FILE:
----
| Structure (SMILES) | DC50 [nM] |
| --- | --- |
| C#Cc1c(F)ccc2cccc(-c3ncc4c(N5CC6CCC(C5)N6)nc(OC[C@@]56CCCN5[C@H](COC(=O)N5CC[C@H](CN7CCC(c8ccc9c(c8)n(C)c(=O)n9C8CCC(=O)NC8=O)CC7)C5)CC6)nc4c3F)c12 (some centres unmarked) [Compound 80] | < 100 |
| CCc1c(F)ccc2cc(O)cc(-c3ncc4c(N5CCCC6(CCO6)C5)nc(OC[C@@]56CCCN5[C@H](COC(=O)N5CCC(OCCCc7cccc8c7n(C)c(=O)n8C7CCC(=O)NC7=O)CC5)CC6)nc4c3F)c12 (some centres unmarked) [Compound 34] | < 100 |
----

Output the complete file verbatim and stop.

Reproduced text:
| Structure (SMILES) | DC50 [nM] |
| --- | --- |
| C#Cc1c(F)ccc2cccc(-c3ncc4c(N5CC6CCC(C5)N6)nc(OC[C@@]56CCCN5[C@H](COC(=O)N5CC[C@H](CN7CCC(c8ccc9c(c8)n(C)c(=O)n9C8CCC(=O)NC8=O)CC7)C5)CC6)nc4c3F)c12 (some centres unmarked) [Compound 80] | < 100 |
| CCc1c(F)ccc2cc(O)cc(-c3ncc4c(N5CCCC6(CCO6)C5)nc(OC[C@@]56CCCN5[C@H](COC(=O)N5CCC(OCCCc7cccc8c7n(C)c(=O)n8C7CCC(=O)NC7=O)CC5)CC6)nc4c3F)c12 (some centres unmarked) [Compound 34] | < 100 |